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Teaching our children to bring the light of goodness to a dark world.
Melissa Work told her six-year-old son Blake to clean up his room. Blake wasn’t happy and told his mother that there were way too many toys to pick up.
“Toys are your blessings,” his mother said, explaining that that there are many kids who don’t have any toys at all.
Blake felt badly for these kids and decided to take action. On January 16th, Blake set up a free toy stand in front of his Floridian home and give away his toys to children who didn’t have any.
He sat for a few hours in the hot sun but nobody came.
His mom posted an ad on some local websites. Blake finally had a visitor who was thrilled to take a toy for his grandson in Belize. Another family came and explained to Melissa that they did not have much. All they wanted were some books for their 18-month-old son. Blake ran into his house to get some more books. When his kindergarten teacher stopped by, Blake gave her the rest of his toy stand, so that kids with good behavior can earn them.
After six hours, Blake’s day of giving was over. He had even taken his nap right next to the stand to be sure that he wouldn’t miss a thing.
“His selflessness is inspiring,” Melissa said. “It makes us so proud to know that he is catching what we are trying to teach, that kindness to even one person can change the world.”
How do we teach our kids to open their hearts, feel the pain of others and respond by doing good?
Get out of your bubble:
We live in a selfie world. Our children have learned to focus on themselves. We try to shield them from disappointment and pain. It becomes easy to grow self-centered and selfish. We forget how to see others in our limited vision.
Be sure to help your child get out of his bubble. If he is fortunate enough to have talent, toys, or even time, help him understand that he is fortunate to have been given blessings. Now he must contemplate how to use these blessings to help others and then act.
A bar mitzvah aged boy whose parents I teach loves sports. He decided to collect bats, mitts and hockey sticks for kids who could not afford to buy their own. The joy on his face when he delivered the gear was indescribable.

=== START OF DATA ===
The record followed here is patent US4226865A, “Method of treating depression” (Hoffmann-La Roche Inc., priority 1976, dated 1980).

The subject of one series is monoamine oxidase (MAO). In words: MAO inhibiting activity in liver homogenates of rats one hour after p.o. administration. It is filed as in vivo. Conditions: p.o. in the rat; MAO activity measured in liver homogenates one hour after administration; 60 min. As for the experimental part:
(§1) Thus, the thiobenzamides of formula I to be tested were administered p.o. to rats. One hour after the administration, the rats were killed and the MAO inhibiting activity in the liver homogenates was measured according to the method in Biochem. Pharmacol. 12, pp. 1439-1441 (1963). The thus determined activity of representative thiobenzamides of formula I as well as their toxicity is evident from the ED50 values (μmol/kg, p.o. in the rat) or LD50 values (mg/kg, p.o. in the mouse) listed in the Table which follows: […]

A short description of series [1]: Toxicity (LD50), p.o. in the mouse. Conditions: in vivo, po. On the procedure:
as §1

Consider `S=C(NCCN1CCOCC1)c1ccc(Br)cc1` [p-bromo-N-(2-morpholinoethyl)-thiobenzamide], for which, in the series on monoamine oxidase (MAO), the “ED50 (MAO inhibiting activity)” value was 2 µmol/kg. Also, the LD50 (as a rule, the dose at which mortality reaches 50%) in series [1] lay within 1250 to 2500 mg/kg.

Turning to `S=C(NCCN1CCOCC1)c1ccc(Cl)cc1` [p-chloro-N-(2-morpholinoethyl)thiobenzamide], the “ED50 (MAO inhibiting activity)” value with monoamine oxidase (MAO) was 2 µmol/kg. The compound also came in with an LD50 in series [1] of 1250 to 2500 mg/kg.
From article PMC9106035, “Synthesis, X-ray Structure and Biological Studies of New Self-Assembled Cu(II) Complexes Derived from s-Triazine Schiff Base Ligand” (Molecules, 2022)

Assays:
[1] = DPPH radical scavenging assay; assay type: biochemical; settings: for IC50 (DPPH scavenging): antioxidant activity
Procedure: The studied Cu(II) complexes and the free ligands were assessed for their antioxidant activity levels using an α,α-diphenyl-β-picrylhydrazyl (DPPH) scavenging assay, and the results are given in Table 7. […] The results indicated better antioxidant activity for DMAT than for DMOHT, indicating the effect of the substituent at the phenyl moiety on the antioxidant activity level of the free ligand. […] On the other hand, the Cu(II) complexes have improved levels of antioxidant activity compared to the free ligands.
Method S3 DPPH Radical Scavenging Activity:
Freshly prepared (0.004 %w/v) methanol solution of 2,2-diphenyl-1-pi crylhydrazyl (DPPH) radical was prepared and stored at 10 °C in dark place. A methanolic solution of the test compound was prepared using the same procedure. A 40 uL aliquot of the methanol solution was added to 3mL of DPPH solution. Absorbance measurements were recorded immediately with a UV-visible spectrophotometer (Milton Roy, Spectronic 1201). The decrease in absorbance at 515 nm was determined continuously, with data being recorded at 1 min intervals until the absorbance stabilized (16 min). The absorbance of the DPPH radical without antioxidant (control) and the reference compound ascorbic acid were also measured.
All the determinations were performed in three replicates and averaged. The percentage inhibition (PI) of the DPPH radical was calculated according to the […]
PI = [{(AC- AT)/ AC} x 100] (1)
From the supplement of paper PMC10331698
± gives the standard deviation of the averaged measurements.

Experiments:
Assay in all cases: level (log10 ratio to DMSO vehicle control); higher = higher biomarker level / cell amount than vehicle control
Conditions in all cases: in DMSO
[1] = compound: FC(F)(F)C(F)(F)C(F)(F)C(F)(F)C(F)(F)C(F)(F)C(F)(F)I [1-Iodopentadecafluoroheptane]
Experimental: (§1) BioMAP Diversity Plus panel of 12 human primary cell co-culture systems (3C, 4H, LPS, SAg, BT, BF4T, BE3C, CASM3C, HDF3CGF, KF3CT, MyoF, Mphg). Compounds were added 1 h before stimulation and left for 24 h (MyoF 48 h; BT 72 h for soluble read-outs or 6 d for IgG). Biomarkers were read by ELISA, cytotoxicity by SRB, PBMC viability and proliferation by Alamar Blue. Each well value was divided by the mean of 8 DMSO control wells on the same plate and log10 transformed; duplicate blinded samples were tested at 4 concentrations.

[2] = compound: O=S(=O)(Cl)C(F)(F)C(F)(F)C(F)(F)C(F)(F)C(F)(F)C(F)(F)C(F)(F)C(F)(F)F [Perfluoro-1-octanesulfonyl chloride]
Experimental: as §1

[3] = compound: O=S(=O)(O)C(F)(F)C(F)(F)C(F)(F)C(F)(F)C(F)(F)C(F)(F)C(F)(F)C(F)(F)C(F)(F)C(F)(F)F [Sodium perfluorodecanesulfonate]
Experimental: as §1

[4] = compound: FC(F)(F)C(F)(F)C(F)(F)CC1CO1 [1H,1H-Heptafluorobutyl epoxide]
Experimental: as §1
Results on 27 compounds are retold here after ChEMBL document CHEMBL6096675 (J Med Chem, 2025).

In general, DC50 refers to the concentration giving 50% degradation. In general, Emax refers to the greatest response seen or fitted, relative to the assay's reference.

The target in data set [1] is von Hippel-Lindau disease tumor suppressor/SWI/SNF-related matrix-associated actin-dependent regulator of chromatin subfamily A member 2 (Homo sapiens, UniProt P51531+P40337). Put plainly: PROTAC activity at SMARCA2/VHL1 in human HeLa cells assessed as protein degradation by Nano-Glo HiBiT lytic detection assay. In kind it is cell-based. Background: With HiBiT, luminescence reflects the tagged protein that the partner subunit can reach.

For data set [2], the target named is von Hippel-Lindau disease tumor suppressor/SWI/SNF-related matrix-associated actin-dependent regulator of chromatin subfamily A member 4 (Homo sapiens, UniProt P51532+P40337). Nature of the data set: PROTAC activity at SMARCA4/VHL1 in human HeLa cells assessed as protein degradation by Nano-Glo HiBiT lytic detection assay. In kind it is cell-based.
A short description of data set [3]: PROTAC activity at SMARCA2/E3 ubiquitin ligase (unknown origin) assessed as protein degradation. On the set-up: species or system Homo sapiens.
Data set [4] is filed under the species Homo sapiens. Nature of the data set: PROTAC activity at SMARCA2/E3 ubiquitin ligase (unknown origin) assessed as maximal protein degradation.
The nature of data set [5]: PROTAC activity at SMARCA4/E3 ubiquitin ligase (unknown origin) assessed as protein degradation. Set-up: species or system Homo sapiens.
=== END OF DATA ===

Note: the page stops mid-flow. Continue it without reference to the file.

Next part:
Feel for others:
Don’t be afraid to have your child open his heart and feel the pain of another.
When I was a little girl, many people would pour out their problems to my parents, the Rabbi and Rebbetzin of the congregation. I recall once having my parents tell us to say psalms for a child who was ill. A visitor watched the scene and said that she was afraid we would get upset.
I’ll never forget my mother’s response and the fire in her voice as she spoke: “Some children cry for licorice. Others for chocolate or toys. My children? My children will cry for the pain of another.”
Giving a kind word to one who seems sad, visiting a lonely neighbor or relative, inviting a child who is left out or new to the class opens up our children’s hearts to the struggles that others go through. When we feel for others we become mindful of their hurts. We help our children break out of the shell that a comfortable life brings. Even a warm smile can lift someone’s spirit.
We are our children’s greatest role models. If we wish to raise children who are kind we must exert ourselves and sometimes reach beyond our own comfort zones. This means being nice to people who may be different than us, helping others instead of looking away and not being content to simply care about ourselves.
Sometimes we overlook those who are closest to us. We reach out and feel for everyone but our spouses, children or parents. Those we are supposed to love most shouldn’t think they matter least. How is it that we have kind words, endless patience and time in abundance except when it comes to the people we live with?
We can teach our children that they have the power to illuminate this world through kindness.